Bellefontaine Examiner

Switch to desktop

Crave a Twinkie? The price is going up fast online

Article Index

SAN FRANCISCO (AP) — Twinkies are being sold on the Internet like exquisite delicacies.

Twinkie2 

Hours after Twinkie-maker Hostess announced its plans to close its doors forever, people flocked to stores to fill their shopping baskets with boxes of the cream-filled sponge cakes and their sibling snacks — Ding Dongs, Ho Hos and Zingers.

Late Friday and Saturday, the opportunists took to eBay and Craigslist. They began marketing their hoard to whimsical collectors and junk-food lovers for hundreds — and in some cases — thousands of dollars. That's a fat profit margin, when you consider the retail price for a box of 10 Twinkies is roughly $5.

Greg Edmonds of Sherman, Texas is among those who believe Twinkies are worth more now that Hostess Brands Inc. has closed its bakeries. He lost his job as a sales representative eight months ago, so he is hoping to make some money feeding the appetites of Twinkie fans and connoisseurs

After spending a couple hours driving around to stores Friday, Edmonds wound up with 16 boxes of Twinkies and Ding Dongs. He started selling them Saturday on eBay, advertising three boxes for a hefty price of $300.

"I could really use the extra money since I'm unemployed," Edmonds, 50, said. "I figure I better sell them pretty quickly because I am not sure how long this novelty is going to last."

Contrary to popular belief, Twinkies don't last forever. Most bought in stores Friday carry an expiration date of early December,

If buyers don't bite, Edmonds isn't sure what he will do with his supply. He doesn't even like Twinkies. "I do like to have a Ding Dong, every once in a while though," he said.

John Stansel of Tampa, Fla. blanches at the thought of eating a Twinkie. He's a self-described health nut.

Yet he, too, rummaged shelves late Friday at a neighborhood Walgreens and then again early Saturday at Target and a grocery store. He spent about $100 for 20 boxes of Twinkies and Ding Dongs. His goal: sell them for about $1,000 and put the money to good use.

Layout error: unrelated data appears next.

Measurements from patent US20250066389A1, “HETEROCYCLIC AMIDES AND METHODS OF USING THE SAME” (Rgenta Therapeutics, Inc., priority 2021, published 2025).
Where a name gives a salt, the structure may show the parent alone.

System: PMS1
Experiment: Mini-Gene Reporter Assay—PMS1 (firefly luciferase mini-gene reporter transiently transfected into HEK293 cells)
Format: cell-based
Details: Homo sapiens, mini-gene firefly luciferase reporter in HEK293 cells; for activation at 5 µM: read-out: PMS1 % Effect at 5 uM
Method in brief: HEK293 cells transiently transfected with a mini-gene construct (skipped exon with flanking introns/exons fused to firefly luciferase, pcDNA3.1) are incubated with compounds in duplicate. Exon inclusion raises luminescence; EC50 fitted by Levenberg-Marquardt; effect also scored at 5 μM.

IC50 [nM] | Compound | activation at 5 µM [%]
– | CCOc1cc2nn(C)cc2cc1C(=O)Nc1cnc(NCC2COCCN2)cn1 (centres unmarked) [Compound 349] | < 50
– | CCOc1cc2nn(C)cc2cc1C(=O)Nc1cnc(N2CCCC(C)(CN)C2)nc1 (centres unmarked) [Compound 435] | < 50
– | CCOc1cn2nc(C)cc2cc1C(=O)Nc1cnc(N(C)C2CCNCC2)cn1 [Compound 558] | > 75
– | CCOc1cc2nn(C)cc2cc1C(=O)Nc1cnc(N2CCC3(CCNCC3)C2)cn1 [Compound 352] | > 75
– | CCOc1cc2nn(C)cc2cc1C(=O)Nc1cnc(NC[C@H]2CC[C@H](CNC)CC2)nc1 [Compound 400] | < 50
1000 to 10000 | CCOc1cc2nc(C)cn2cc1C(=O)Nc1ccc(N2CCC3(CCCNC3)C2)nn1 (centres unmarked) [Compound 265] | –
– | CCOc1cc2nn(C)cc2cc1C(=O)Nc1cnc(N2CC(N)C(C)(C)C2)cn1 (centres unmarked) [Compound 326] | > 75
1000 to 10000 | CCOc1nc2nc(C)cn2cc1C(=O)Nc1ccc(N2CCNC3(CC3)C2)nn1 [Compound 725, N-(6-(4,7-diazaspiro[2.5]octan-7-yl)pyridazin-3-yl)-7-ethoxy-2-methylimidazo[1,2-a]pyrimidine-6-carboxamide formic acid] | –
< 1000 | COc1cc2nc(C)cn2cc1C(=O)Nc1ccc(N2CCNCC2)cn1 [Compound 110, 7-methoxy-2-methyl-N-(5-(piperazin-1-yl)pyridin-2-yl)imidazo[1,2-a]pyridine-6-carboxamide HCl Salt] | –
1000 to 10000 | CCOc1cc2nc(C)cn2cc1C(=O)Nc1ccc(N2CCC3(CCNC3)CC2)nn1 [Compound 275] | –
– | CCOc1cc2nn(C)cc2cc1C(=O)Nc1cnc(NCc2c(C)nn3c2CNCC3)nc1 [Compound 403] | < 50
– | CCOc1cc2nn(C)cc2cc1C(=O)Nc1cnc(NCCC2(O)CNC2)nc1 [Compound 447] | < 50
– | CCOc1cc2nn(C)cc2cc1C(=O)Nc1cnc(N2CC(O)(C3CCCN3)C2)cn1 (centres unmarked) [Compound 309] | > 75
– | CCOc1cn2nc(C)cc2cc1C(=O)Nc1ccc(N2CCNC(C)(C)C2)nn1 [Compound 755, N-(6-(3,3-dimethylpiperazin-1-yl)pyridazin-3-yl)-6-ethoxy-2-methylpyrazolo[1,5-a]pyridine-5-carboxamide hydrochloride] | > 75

"Maybe I will hire a personal trainer for myself or go do some shopping at Whole Foods or donate the money to a charity to fight diabetes," Stansel, 40, said. "No matter what, I figure I am getting sugar off the streets."

Although Hostess is shutting down, it's still possible that Twinkies, Ding Dongs and Ho Hos could make a comeback. That's because Hostess is planning to sell its brands and other assets at an auction to be overseen by a U.S. bankruptcy judge in New York. Several potential buyers could emerge for Twinkies, particularly with the recent outpouring of affection.

A hearing on Hostess's liquidation request is scheduled for Monday morning.

Not all online sellers are demanding top dollar. Some boxes are being listed at $5 to $20. Others are willing to barter. "I am willing to trade a box for some good microbrew. A real quality six pack," offered a thirsty New York seller on Craigslist.

Despite his disdain for junk food, Stansel confesses he won't sell a few of his individually wrapped Twinkies. He plans to give them to his nostalgic friends and family as stocking stuffers for Christmas.



J.M. HIRSCH,AP Food Editor

 

Let's not panic. We all know that Twinkies, Ding Dongs, Wonder bread and the rest of Hostess Brands' oddly everlasting foods aren't going away any time soon, even if the food culture that created them is gasping its last.

Yes, Hostess is shutting down. And odds seem to favor the roughly century-old company disappearing from our corporate landscape. But before you rush out to stockpile a strategic Twinkie reserve, consider a few things. Namely, that Twinkies never die. You know full well that the snack cakes down at your corner 7-Eleven are going to outlive us all. Probably even after they've been consumed.

And then there's the acquisition-happy nature of the business world, an environment that increasingly prizes intellectual property above all. It's hard to imagine the fading away of brands as storied and valuable as Ho Hos, Ring Dings and Yodels. Within hours of announcing the closure Friday, the company already had put out word that Zingers, Fruit Pies and all the other brands were up for grabs.

Even if production really did stop, how long do you think it would take for some enterprising investor intoxicated by a cocktail of nostalgia and irony for the treats Mom used to pack in his G.I. Joe lunch box to find a way to roll out commemorative Twinkies? Special edition holiday Ho Hos? It's just the nature of our product-centered world. Brands don't die, even when perhaps they should.

But let's pretend for a moment they did. What would we lose if Twinkies fell off the culinary cliff?

Certainly few obesity-minded nutritionists would bemoan the loss. With some 500 million Twinkies produced a year, each packing 150 calories... Well, let's just leave it by saying that shaving 75 billion calories from the American diet sure could add up to a whole lot of skinny jeans.

Except that Twinkies aren't merely a snack cake, nor just junk food. They are iconic in ways that transcend how Americans typically fetishize food. But ultimately, they fell victim to the very fervor that created them.